DeepMind’s New AI Can Predict Genetic Diseases

About 10 years ago, Žiga Avsec was a PhD physics student who found himself taking a crash course in genomics via a university module on machine learning. He was soon working in a lab that studied rare diseases, on a project aiming to pin down the exact genetic mutation that caused an unusual mitochondrial disease.

Avsec describes this as a challenging problem, like finding a needle in a haystack. There were numerous possibilities in the genetic code, with DNA mutations that could cause significant harm to a person’s biology. The focus was on missense variants, which are alterations in a single letter of the genetic code that lead to the production of a different amino acid in a protein. Amino acids are essential for building proteins, which are crucial for various bodily functions. Therefore, even minor changes can have significant and widespread consequences.

There are 71 million possible missense variants in the human genome, and the average person carries more than 9,000 of them. Most are harmless, but some have been implicated in genetic diseases such as sickle cell anemia and cystic fibrosis, as well as more complex conditions like type 2 diabetes, which may be caused by a combination of small genetic changes. Avsec started asking his colleagues: “How do we know which ones are actually dangerous?” The answer: “Well largely, we don’t.”

Out of the 4 million missense variants observed in humans, only a small fraction of 2 percent have been classified as either harmful or harmless after extensive and costly research efforts. Analyzing the impact of a single missense variant can be a time-consuming process that may span several months.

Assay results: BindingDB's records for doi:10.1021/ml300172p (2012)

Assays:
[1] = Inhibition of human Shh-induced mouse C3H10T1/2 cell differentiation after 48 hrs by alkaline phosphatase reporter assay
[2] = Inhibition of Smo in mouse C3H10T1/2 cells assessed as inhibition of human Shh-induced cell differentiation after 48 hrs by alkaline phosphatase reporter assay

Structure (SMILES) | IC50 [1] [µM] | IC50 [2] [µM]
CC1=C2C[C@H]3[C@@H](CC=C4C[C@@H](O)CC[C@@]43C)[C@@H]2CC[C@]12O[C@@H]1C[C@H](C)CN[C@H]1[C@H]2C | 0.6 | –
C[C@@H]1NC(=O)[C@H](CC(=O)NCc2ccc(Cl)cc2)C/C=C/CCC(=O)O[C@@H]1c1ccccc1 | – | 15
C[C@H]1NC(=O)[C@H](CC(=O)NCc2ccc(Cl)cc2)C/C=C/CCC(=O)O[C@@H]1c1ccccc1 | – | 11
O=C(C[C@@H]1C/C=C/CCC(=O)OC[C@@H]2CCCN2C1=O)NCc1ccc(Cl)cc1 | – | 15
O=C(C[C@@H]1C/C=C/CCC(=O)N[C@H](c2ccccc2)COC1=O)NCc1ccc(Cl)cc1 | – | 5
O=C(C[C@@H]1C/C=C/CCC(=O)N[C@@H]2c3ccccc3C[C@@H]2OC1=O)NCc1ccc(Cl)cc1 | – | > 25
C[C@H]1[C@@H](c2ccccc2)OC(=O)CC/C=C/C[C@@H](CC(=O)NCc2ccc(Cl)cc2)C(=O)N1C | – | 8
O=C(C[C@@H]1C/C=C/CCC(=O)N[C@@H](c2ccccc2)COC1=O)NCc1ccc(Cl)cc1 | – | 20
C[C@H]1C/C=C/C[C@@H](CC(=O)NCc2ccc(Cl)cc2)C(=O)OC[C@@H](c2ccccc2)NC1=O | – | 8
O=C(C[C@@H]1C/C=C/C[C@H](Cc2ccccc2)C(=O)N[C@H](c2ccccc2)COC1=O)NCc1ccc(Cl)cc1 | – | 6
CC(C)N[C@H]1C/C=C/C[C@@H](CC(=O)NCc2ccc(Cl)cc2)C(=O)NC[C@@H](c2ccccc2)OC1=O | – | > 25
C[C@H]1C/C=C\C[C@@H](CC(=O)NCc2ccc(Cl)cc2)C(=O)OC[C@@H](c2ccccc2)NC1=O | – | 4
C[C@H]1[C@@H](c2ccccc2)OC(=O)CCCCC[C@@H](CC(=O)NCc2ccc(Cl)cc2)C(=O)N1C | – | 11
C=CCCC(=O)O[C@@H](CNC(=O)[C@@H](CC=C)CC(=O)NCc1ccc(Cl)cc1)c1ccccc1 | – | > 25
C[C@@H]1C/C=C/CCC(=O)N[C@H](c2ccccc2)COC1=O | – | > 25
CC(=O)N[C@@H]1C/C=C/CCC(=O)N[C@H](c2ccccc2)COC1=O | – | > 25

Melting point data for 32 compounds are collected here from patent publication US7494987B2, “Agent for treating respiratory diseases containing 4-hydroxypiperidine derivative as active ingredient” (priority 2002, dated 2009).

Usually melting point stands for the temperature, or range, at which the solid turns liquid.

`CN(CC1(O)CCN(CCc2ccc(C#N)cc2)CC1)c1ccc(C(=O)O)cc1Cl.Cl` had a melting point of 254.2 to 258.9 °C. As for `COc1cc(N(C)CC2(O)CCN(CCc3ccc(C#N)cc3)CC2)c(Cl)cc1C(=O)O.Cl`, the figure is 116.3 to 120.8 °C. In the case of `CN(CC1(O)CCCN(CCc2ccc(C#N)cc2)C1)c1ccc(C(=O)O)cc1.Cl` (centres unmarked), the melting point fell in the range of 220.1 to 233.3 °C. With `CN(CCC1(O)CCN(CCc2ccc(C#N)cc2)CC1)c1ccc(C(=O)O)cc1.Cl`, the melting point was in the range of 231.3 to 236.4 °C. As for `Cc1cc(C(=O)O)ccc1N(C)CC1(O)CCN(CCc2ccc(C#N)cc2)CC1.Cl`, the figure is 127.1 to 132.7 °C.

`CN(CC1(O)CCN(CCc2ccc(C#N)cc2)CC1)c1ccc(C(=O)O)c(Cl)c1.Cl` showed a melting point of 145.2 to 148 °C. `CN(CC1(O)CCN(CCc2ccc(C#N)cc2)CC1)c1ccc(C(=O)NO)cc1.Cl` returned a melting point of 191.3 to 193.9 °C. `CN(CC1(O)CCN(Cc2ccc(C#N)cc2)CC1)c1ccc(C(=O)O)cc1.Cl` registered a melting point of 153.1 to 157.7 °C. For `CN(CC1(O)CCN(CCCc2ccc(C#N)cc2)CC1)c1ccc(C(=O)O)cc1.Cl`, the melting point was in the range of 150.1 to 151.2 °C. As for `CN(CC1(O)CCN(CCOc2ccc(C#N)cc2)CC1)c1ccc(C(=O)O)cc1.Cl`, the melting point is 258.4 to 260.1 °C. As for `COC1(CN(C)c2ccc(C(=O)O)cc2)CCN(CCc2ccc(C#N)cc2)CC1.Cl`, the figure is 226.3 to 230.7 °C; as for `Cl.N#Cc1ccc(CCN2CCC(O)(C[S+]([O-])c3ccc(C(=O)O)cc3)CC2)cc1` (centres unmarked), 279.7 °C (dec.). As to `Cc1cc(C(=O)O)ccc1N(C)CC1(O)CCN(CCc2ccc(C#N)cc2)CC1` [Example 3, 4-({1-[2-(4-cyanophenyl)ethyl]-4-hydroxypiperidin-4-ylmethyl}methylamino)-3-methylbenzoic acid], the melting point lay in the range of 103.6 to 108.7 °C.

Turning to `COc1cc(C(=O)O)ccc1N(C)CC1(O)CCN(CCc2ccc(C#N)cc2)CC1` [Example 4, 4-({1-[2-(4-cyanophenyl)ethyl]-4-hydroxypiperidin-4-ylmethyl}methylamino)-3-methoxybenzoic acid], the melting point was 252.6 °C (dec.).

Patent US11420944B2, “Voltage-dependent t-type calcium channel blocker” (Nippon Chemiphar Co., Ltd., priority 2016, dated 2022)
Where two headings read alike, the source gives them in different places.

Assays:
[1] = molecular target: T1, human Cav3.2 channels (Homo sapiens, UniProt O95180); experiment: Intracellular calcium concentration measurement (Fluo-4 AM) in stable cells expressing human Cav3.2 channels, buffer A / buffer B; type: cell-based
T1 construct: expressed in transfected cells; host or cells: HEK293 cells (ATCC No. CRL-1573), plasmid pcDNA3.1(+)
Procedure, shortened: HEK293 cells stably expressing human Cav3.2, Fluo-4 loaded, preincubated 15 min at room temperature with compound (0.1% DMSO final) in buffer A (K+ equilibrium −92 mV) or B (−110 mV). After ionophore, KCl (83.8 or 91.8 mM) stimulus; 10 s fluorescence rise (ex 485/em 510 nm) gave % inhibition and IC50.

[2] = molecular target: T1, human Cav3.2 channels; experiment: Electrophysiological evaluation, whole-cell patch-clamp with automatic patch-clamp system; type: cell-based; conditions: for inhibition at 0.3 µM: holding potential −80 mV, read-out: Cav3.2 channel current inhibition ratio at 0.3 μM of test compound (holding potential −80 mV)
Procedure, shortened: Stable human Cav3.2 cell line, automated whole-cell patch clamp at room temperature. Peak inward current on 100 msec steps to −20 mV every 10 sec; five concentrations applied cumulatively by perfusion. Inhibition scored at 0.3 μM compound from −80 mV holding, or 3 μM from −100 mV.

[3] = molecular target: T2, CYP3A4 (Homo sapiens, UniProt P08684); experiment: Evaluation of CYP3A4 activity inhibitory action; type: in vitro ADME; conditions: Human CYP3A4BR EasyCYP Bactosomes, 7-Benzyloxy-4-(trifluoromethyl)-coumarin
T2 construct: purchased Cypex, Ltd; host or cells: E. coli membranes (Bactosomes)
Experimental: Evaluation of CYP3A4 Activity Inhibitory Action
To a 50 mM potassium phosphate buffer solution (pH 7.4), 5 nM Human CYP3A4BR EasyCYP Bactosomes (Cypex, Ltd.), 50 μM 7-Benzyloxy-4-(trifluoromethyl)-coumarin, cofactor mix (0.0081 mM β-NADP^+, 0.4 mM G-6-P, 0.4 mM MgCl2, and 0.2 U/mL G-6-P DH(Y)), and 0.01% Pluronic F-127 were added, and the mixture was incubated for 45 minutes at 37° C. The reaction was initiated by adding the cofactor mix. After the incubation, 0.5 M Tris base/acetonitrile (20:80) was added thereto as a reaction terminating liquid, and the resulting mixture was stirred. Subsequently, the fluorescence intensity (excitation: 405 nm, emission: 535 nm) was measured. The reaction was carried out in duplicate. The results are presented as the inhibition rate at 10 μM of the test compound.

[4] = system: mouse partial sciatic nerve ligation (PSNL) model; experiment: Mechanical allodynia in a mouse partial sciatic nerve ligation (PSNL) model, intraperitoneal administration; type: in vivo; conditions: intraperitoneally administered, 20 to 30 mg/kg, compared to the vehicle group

Today, a tool called AlphaMissense has been released by Google DeepMind, where Avsec currently works as a staff research scientist. This tool can greatly speed up the process of analyzing missense variants and accurately predict the probability of them causing a disease, surpassing the accuracy of existing tools with a rate of 90 percent.

It’s built on AlphaFold, DeepMind’s groundbreaking model that predicted the structures of hundreds of millions proteins from their amino acid composition, but it doesn’t work in the same way. Instead of making predictions about the structure of a protein, AlphaMissense operates more like a large language model such as OpenAI’s ChatGPT.

It has been trained on the language of human (and primate) biology, so it knows what normal sequences of amino acids in proteins should look like. When it’s presented with a sequence gone awry, it can take note, as with an incongruous word in a sentence. “It’s a language model but trained on protein sequences,” says Jun Cheng, who, with Avsec, is co-lead author of a paper published today in Science that announces AlphaMissense to the world. “If we substitute a word from an English sentence, a person who is familiar with English can immediately see whether these substitutions will change the meaning of the sentence or not.”

Pushmeet Kohli, DeepMind’s vice president of research, uses the analogy of a recipe book. If AlphaFold was concerned with exactly how ingredients might bind together, AlphaMissense predicts what might happen if you use the wrong ingredient entirely.